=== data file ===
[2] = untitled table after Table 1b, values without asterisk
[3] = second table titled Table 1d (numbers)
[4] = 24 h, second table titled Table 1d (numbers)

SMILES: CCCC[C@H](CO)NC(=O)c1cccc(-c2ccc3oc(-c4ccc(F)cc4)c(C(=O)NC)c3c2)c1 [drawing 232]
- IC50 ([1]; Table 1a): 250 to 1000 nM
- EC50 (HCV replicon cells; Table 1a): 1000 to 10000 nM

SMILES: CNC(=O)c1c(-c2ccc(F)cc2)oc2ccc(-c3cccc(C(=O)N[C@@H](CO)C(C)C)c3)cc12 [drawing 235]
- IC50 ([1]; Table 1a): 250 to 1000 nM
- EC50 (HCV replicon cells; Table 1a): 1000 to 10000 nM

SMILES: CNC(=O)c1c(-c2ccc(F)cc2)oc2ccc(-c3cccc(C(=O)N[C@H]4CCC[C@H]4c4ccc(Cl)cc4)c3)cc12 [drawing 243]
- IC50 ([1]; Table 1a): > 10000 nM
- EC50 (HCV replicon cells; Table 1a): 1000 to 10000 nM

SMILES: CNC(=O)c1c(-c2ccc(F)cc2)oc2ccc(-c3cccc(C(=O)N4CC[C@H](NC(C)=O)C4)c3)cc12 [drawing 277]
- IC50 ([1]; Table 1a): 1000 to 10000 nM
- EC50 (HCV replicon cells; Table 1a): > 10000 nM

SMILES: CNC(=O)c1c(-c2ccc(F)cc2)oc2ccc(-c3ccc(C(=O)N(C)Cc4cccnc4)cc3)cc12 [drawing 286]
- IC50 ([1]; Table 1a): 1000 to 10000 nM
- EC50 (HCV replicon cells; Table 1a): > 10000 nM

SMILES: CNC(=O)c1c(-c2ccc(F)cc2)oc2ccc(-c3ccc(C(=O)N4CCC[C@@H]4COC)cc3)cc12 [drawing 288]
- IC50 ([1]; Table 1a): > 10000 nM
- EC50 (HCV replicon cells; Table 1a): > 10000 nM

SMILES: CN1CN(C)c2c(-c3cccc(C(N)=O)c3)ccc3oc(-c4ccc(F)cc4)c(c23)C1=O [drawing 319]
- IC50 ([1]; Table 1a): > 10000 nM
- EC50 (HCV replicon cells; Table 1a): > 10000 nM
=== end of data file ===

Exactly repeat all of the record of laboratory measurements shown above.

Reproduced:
[2] = untitled table after Table 1b, values without asterisk
[3] = second table titled Table 1d (numbers)
[4] = 24 h, second table titled Table 1d (numbers)

SMILES: CCCC[C@H](CO)NC(=O)c1cccc(-c2ccc3oc(-c4ccc(F)cc4)c(C(=O)NC)c3c2)c1 [drawing 232]
- IC50 ([1]; Table 1a): 250 to 1000 nM
- EC50 (HCV replicon cells; Table 1a): 1000 to 10000 nM

SMILES: CNC(=O)c1c(-c2ccc(F)cc2)oc2ccc(-c3cccc(C(=O)N[C@@H](CO)C(C)C)c3)cc12 [drawing 235]
- IC50 ([1]; Table 1a): 250 to 1000 nM
- EC50 (HCV replicon cells; Table 1a): 1000 to 10000 nM

SMILES: CNC(=O)c1c(-c2ccc(F)cc2)oc2ccc(-c3cccc(C(=O)N[C@H]4CCC[C@H]4c4ccc(Cl)cc4)c3)cc12 [drawing 243]
- IC50 ([1]; Table 1a): > 10000 nM
- EC50 (HCV replicon cells; Table 1a): 1000 to 10000 nM

SMILES: CNC(=O)c1c(-c2ccc(F)cc2)oc2ccc(-c3cccc(C(=O)N4CC[C@H](NC(C)=O)C4)c3)cc12 [drawing 277]
- IC50 ([1]; Table 1a): 1000 to 10000 nM
- EC50 (HCV replicon cells; Table 1a): > 10000 nM

SMILES: CNC(=O)c1c(-c2ccc(F)cc2)oc2ccc(-c3ccc(C(=O)N(C)Cc4cccnc4)cc3)cc12 [drawing 286]
- IC50 ([1]; Table 1a): 1000 to 10000 nM
- EC50 (HCV replicon cells; Table 1a): > 10000 nM

SMILES: CNC(=O)c1c(-c2ccc(F)cc2)oc2ccc(-c3ccc(C(=O)N4CCC[C@@H]4COC)cc3)cc12 [drawing 288]
- IC50 ([1]; Table 1a): > 10000 nM
- EC50 (HCV replicon cells; Table 1a): > 10000 nM

SMILES: CN1CN(C)c2c(-c3cccc(C(N)=O)c3)ccc3oc(-c4ccc(F)cc4)c(c23)C1=O [drawing 319]
- IC50 ([1]; Table 1a): > 10000 nM
- EC50 (HCV replicon cells; Table 1a): > 10000 nM